Building Healthy Relationships, Part 2

Conflict in relationships is inevitable – the question is, how do you handle it successfully? Last week, we covered the four major barriers to successful communication. This week, CAPS case manager Edward Olvera tackles the tricky problem of Emotional Flooding.

Fueling Relationship Conflict: Emotional Flooding

by Edward Olvera, LMFT

Flooding is a natural response to feeling threatened. Whether we’re actually in physical danger or responding to our partners’ criticism, our bodies act just like the Neanderthal did when faced with a saber toothed tiger. Once the arousal system (aka the Sympathetic Nervous System) becomes flooded, ready to fight, flee or freeze, it’s nearly impossible to resolve hurt feelings. We can act impulsively. Stress hormones compromise our ability to resolve conflict. As adrenalin and cortisol flood the nervous system, we feel the ‘fight or flight’ response. When emotional flooding takes hold it makes empathy very difficult, and thinking becomes more difficult. We can be consumed with tunnel vision and become blind to alternative solutions and creative problem solving.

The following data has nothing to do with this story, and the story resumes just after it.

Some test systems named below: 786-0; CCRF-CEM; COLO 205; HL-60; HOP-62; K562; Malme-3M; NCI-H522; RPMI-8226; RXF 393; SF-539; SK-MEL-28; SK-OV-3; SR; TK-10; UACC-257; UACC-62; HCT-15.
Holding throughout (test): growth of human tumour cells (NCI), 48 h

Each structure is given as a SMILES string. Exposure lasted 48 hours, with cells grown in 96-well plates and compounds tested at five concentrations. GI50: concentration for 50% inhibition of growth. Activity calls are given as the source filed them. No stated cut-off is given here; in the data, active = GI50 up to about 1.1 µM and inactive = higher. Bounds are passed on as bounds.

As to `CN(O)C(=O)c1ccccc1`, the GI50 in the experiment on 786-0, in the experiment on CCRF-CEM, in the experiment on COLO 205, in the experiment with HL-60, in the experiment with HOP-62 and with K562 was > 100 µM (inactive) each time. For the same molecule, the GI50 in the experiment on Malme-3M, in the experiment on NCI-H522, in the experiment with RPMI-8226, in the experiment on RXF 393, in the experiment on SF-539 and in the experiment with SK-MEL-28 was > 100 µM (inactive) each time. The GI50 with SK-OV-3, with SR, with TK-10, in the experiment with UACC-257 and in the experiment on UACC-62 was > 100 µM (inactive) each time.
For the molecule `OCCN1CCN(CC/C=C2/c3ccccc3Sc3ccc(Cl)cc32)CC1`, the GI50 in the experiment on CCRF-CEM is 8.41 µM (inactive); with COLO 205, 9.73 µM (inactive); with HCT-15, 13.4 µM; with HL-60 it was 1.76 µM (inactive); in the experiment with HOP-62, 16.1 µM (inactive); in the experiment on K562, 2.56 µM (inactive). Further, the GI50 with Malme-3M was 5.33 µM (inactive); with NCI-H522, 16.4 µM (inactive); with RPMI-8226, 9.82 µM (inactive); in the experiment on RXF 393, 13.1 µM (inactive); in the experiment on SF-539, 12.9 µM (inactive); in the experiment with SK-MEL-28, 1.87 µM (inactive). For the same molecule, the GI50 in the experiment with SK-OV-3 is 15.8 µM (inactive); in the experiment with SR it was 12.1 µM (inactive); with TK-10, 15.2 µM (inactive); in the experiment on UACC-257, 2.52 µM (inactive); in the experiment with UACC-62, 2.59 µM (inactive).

Antidotes to flooding involve activating the relaxation response (or Parasympathetic Nervous System). Now is the time for deep and slow belly breathing; watching or listening to your thoughts rather than reacting, and then questioning or challenging your assumptions. Taking a break for exercise is a great choice for calming yourself, your physiology down. Finding an amusing distraction can help break the ‘spell’. Make a commitment to self-soothe when you find yourself caught up in heavy emotions. Draw upon memories of your partner at their best — a moment when you experience them as loving, generous and well-meaning. Take timeouts when you need to. Sometimes you cannot self-soothe on the spot. This is the time to take a break from the interaction.

Stay tuned for the final installment next week, when Edward addresses ways to build up your relationship’s “emotional bank account.”

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